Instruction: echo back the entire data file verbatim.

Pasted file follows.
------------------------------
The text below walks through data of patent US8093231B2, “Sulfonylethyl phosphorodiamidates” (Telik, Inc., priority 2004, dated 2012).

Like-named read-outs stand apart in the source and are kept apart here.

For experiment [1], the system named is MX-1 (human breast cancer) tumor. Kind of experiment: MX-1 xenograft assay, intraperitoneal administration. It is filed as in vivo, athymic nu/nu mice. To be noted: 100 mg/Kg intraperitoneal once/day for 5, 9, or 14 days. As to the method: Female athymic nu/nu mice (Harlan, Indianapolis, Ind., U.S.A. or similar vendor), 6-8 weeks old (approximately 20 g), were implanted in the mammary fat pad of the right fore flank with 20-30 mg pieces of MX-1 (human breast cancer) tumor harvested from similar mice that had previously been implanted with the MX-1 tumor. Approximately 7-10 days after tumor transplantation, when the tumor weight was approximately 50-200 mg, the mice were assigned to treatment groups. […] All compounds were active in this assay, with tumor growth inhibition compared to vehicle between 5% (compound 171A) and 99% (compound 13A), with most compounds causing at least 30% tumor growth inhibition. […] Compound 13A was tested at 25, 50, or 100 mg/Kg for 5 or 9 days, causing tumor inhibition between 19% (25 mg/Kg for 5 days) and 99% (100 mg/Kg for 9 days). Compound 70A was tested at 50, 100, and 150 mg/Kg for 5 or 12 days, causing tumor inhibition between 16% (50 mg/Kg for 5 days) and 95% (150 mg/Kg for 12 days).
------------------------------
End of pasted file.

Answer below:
The text below walks through data of patent US8093231B2, “Sulfonylethyl phosphorodiamidates” (Telik, Inc., priority 2004, dated 2012).

Like-named read-outs stand apart in the source and are kept apart here.

For experiment [1], the system named is MX-1 (human breast cancer) tumor. Kind of experiment: MX-1 xenograft assay, intraperitoneal administration. It is filed as in vivo, athymic nu/nu mice. To be noted: 100 mg/Kg intraperitoneal once/day for 5, 9, or 14 days. As to the method: Female athymic nu/nu mice (Harlan, Indianapolis, Ind., U.S.A. or similar vendor), 6-8 weeks old (approximately 20 g), were implanted in the mammary fat pad of the right fore flank with 20-30 mg pieces of MX-1 (human breast cancer) tumor harvested from similar mice that had previously been implanted with the MX-1 tumor. Approximately 7-10 days after tumor transplantation, when the tumor weight was approximately 50-200 mg, the mice were assigned to treatment groups. […] All compounds were active in this assay, with tumor growth inhibition compared to vehicle between 5% (compound 171A) and 99% (compound 13A), with most compounds causing at least 30% tumor growth inhibition. […] Compound 13A was tested at 25, 50, or 100 mg/Kg for 5 or 9 days, causing tumor inhibition between 19% (25 mg/Kg for 5 days) and 99% (100 mg/Kg for 9 days). Compound 70A was tested at 50, 100, and 150 mg/Kg for 5 or 12 days, causing tumor inhibition between 16% (50 mg/Kg for 5 days) and 95% (150 mg/Kg for 12 days).